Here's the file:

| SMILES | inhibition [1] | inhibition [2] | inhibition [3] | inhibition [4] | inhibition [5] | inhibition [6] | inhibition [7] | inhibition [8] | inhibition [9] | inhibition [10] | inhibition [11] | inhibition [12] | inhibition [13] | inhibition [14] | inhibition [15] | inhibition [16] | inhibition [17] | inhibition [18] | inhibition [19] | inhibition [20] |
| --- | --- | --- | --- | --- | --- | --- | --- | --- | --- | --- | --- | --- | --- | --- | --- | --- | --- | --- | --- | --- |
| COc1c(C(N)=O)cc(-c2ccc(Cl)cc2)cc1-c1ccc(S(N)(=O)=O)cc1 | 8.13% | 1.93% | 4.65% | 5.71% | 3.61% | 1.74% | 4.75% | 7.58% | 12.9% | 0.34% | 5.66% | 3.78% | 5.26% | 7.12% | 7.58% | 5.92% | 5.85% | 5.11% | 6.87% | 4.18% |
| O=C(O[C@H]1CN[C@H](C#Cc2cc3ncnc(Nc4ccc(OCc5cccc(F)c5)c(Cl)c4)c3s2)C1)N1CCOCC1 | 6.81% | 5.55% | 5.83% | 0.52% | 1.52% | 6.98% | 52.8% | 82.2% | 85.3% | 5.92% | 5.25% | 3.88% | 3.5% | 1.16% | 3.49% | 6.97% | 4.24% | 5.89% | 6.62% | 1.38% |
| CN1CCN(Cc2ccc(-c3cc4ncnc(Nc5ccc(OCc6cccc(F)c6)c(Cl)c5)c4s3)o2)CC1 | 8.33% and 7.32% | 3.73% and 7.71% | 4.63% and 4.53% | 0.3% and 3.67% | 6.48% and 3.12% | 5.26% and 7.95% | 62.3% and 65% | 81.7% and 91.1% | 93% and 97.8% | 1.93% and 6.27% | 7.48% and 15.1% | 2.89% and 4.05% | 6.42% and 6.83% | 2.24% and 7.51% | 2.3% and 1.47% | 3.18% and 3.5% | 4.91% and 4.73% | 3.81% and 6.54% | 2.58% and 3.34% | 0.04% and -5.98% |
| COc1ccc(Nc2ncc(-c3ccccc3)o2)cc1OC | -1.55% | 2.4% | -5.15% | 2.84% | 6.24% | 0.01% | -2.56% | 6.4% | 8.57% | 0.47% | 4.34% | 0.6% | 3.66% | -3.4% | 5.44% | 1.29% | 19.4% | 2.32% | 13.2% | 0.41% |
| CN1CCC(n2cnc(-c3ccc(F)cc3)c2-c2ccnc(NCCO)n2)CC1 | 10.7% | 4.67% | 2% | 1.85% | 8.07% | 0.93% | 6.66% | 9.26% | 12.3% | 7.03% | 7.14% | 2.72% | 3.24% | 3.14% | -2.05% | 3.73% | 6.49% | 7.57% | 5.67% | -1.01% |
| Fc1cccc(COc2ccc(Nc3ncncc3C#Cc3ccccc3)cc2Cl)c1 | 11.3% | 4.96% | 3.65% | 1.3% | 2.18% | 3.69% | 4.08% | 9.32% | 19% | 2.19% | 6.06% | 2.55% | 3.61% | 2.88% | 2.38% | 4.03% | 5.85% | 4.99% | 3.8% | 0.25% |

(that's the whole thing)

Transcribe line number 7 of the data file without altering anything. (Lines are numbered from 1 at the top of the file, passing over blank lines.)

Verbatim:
| CN1CCC(n2cnc(-c3ccc(F)cc3)c2-c2ccnc(NCCO)n2)CC1 | 10.7% | 4.67% | 2% | 1.85% | 8.07% | 0.93% | 6.66% | 9.26% | 12.3% | 7.03% | 7.14% | 2.72% | 3.24% | 3.14% | -2.05% | 3.73% | 6.49% | 7.57% | 5.67% | -1.01% |